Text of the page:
Finding the right diet for you can be tricky; what works for you may not work for someone else. Our body reacts differently under different constraints, which means you have to know your body well enough to know what will work. In this article, we will go over several factors of the ketogenic diet, and then you can determine if Keto is the right fit for you.
The ketogenic diet is a low carb high-fat diet; on Keto, you will burn fat instead of carbohydrates. You will replace the carbohydrates with fats. Essentially, the reduction in carbs will put your body in a metabolic state called ketosis. The longer your body stays in ketosis, the better it is for your diet.
If you love carbs, Keto may not be the diet for you, but if you can go for an extended period without carbs, you may want to try Keto. The adjustment can be problematic in the beginning because you have to train your body to depend on fat. Keto's adaptive stage's side effects include tiredness, hunger, mood swings, and headaches. Remember, your body is transitioning from burning glucose as fuel to fatty acids and ketones. This will require you to be patient.
Keto requires you to consume more fat than you would usually. If you don't like eating fat at every meal, then Keto may not be for you. You have to maintain a specific calorie intake during the diet to ensure your body will be in ketosis. The average person needs about 2,000 calories per day to function. Increase fat doesn't mean an increase in protein, which is a misconception most people have about Keto. Lean proteins are highly recommended. Meats like bacon, pork, and beef contain a higher fat level, but it is not the best option while on Keto.
If you are on a particular type of medication, Keto is not the diet for you. If you have diabetes and take insulin or take blood pressure medication, Keto may not be ideal. If you decide you want to try the diet, please consult with your physician. They will be able to give you directives on how to diet successfully and alleviate any health concerns you may have.
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Anyone that has gone on a diet to improve their health has seen the debates on the benefits of different diets. One of the biggest ongoing discussions is the vegan vs keto debate.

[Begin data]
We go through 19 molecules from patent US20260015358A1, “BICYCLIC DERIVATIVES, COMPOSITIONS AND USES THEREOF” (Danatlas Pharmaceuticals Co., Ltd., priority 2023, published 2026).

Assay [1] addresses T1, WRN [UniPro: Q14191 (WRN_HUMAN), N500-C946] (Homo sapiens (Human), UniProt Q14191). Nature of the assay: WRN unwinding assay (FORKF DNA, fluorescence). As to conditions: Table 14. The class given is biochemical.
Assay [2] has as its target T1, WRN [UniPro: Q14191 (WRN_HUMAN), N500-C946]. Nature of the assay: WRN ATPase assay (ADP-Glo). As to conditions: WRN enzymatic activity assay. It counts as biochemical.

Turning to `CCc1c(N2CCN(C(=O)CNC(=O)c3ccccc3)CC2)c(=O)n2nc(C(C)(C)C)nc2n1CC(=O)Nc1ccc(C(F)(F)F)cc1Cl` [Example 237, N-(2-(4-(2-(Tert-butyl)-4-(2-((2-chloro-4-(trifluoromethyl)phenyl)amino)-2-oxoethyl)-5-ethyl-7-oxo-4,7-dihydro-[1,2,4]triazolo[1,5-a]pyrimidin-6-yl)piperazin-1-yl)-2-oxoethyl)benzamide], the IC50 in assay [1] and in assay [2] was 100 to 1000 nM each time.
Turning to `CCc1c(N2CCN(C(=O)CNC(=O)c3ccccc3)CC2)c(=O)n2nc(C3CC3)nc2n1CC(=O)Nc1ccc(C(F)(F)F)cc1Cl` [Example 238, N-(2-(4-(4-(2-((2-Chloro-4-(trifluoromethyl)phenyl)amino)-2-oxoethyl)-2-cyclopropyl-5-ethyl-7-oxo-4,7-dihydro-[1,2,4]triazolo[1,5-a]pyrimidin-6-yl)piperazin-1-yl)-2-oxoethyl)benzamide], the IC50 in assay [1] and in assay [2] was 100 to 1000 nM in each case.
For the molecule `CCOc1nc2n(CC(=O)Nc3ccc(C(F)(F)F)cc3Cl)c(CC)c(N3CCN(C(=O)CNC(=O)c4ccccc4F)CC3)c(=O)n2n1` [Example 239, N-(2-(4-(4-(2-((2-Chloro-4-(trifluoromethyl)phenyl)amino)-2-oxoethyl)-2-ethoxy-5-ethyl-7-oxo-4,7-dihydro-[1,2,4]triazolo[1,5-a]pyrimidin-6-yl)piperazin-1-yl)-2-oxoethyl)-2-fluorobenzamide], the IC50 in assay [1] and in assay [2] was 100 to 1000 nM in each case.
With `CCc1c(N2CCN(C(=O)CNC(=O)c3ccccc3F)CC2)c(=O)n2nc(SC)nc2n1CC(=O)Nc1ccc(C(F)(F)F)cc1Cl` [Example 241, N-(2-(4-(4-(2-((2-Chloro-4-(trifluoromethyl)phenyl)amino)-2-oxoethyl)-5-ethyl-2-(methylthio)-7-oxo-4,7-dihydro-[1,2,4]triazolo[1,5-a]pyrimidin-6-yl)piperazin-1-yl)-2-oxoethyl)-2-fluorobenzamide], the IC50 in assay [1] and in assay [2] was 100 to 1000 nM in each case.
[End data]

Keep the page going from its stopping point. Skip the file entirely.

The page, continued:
A vegan diet prohibits animal products while the keto diet prohibits carbs. Strong arguments exist that support the superiority of either diet if you want to lose weight or improve your health.
Each diet has its advantages and drawbacks so it may be difficult to decide on one. Keep reading for the complete guide on vegan vs keto diets so you can decide what would work for you.
A 2017-2018 study found that obesity was prevalent in approximately 42.4% of adults in the United States. As a result, research into paleo vs keto for weight loss has become more popular than ever.
Many people make the faulty assumption that they can interchange the details of keto versus paleo. However, each diet has its own set of rules and benefits. Continue reading to understand the difference between the paleo diet vs keto, and set yourself up for success.
Just 1 ounce of potatoes has 6 grams of carbs. And, unfortunately, most bags of potatoes chips are more than one ounce. That doesn't exactly sound keto-friendly.
So where can you hit that craving for the crispy, satisfying crunch of a chip if you're on the keto diet? Read on for some of our favorite options of keto chips that won't break your diet.